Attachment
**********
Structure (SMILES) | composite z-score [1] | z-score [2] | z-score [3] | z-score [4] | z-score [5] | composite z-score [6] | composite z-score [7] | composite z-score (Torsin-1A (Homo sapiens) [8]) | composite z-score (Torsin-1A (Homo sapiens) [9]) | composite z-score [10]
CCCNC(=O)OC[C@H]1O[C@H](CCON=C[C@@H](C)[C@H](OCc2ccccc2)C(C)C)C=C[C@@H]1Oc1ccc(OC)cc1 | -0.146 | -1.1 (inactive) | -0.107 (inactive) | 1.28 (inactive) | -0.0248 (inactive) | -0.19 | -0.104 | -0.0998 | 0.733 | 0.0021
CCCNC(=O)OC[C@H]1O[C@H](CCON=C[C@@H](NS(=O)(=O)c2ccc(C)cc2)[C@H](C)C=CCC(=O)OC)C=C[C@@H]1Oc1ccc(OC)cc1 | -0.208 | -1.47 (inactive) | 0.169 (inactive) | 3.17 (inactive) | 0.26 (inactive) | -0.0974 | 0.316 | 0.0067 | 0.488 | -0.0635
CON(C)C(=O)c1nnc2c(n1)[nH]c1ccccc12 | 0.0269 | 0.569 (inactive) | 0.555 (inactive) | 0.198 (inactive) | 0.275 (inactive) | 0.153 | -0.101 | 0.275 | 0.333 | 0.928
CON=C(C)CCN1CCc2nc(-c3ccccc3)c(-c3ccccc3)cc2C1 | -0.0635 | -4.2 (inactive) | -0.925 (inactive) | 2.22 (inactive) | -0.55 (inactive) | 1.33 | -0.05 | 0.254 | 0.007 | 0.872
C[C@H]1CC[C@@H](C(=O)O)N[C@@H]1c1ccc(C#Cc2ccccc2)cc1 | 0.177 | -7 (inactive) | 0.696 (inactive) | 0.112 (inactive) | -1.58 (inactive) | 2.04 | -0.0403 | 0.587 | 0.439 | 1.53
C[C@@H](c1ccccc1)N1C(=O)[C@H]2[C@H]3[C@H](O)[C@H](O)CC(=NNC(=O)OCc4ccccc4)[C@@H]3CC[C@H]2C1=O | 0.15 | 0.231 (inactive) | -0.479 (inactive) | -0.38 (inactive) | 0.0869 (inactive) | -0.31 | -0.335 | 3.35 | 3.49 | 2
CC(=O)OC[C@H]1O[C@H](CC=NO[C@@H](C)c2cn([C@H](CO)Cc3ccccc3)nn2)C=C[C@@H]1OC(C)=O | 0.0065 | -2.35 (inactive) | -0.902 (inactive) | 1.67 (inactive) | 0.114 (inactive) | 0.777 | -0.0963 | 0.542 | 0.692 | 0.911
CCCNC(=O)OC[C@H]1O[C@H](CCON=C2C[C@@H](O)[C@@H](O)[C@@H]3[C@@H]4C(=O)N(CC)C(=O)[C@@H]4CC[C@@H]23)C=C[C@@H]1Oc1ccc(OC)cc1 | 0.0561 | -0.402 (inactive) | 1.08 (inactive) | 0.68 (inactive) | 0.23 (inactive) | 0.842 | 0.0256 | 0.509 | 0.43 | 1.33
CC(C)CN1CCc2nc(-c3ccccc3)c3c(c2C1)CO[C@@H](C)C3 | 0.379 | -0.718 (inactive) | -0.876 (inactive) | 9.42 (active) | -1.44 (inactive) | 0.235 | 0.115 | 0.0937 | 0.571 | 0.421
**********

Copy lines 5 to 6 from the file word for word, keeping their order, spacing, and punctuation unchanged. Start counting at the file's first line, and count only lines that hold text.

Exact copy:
CON=C(C)CCN1CCc2nc(-c3ccccc3)c(-c3ccccc3)cc2C1 | -0.0635 | -4.2 (inactive) | -0.925 (inactive) | 2.22 (inactive) | -0.55 (inactive) | 1.33 | -0.05 | 0.254 | 0.007 | 0.872
C[C@H]1CC[C@@H](C(=O)O)N[C@@H]1c1ccc(C#Cc2ccccc2)cc1 | 0.177 | -7 (inactive) | 0.696 (inactive) | 0.112 (inactive) | -1.58 (inactive) | 2.04 | -0.0403 | 0.587 | 0.439 | 1.53